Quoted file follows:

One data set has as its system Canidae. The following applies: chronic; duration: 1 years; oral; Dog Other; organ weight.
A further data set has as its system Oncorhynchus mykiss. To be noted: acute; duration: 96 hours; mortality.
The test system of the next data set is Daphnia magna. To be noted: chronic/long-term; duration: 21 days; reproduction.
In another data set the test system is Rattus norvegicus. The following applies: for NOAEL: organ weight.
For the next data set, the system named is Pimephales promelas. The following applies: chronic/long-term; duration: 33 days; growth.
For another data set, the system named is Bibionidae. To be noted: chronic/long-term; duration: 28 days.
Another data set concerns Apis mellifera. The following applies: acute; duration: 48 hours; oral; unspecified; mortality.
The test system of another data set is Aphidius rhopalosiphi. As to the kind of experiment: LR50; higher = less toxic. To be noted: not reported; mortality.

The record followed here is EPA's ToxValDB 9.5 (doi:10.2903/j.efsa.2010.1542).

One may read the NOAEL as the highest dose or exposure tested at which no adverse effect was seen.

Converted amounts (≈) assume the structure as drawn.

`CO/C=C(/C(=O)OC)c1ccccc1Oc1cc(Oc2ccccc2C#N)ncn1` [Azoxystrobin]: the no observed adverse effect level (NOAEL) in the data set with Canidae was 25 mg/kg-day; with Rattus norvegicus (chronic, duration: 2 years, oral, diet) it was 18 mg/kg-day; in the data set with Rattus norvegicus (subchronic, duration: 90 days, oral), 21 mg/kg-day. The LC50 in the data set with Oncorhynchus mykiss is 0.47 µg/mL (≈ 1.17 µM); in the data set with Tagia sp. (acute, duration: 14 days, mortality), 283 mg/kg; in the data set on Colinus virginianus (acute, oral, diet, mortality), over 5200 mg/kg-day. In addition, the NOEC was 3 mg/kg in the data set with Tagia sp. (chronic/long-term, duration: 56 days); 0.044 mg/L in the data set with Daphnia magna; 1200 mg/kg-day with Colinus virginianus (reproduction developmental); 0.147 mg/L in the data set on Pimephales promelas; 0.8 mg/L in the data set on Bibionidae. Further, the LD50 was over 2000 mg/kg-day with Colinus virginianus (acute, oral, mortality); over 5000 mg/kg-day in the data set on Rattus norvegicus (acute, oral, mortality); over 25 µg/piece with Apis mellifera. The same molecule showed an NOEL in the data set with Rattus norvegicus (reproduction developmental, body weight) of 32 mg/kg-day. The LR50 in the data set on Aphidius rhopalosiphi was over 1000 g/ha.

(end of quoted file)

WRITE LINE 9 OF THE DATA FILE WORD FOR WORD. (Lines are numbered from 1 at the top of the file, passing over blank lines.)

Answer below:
The record followed here is EPA's ToxValDB 9.5 (doi:10.2903/j.efsa.2010.1542).